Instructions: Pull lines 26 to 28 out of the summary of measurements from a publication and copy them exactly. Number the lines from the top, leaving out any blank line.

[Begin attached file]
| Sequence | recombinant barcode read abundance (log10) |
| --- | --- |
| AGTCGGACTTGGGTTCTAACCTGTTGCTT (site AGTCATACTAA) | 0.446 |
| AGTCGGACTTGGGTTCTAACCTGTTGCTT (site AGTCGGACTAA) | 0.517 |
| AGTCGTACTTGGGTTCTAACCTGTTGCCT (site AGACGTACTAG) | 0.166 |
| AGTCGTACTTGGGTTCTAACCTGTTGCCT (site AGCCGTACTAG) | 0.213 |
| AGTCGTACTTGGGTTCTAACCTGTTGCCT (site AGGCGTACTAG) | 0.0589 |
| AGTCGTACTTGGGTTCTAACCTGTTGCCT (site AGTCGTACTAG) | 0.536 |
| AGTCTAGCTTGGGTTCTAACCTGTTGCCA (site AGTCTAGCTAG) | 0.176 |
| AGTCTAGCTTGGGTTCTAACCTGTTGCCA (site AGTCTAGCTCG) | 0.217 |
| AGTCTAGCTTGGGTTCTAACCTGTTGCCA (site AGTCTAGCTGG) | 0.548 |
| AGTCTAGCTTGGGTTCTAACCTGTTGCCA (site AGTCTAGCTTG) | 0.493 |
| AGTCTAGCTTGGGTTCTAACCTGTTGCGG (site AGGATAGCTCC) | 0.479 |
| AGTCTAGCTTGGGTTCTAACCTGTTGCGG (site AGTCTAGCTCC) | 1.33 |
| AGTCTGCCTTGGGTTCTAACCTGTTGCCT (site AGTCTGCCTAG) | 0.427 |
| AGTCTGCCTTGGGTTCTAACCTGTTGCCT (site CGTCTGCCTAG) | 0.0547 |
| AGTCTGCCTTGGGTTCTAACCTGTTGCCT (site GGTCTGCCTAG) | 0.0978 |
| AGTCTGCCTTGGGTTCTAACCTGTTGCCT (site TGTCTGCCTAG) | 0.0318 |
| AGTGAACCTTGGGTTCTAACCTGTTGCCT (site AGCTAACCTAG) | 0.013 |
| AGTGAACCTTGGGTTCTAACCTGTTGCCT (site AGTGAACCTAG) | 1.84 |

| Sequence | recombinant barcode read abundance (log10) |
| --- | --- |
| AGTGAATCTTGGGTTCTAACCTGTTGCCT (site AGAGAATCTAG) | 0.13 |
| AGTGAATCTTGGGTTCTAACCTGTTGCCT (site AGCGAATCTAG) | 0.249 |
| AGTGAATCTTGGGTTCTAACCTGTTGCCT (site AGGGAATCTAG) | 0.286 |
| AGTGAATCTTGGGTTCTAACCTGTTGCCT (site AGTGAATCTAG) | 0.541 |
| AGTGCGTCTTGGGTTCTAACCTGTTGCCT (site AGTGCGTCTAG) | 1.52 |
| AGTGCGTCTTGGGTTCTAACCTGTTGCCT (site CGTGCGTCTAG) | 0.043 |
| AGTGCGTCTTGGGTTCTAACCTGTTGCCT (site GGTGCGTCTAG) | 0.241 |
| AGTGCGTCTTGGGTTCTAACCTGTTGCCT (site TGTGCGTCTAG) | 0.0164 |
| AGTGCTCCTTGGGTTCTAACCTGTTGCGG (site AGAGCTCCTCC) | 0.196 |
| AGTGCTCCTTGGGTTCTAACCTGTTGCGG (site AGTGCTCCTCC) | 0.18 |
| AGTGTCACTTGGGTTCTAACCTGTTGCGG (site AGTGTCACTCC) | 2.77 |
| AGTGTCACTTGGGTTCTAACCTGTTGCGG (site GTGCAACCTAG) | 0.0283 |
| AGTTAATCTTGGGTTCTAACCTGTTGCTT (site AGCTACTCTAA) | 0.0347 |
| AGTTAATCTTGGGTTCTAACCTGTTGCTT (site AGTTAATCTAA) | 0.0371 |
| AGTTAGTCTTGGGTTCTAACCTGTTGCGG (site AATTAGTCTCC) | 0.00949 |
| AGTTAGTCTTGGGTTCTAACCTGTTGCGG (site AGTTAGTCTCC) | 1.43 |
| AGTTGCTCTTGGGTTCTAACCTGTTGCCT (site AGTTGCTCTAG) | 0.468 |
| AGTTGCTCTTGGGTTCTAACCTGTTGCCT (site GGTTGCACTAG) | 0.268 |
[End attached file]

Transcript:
| AGTGAATCTTGGGTTCTAACCTGTTGCCT (site AGTGAATCTAG) | 0.541 |
| AGTGCGTCTTGGGTTCTAACCTGTTGCCT (site AGTGCGTCTAG) | 1.52 |
| AGTGCGTCTTGGGTTCTAACCTGTTGCCT (site CGTGCGTCTAG) | 0.043 |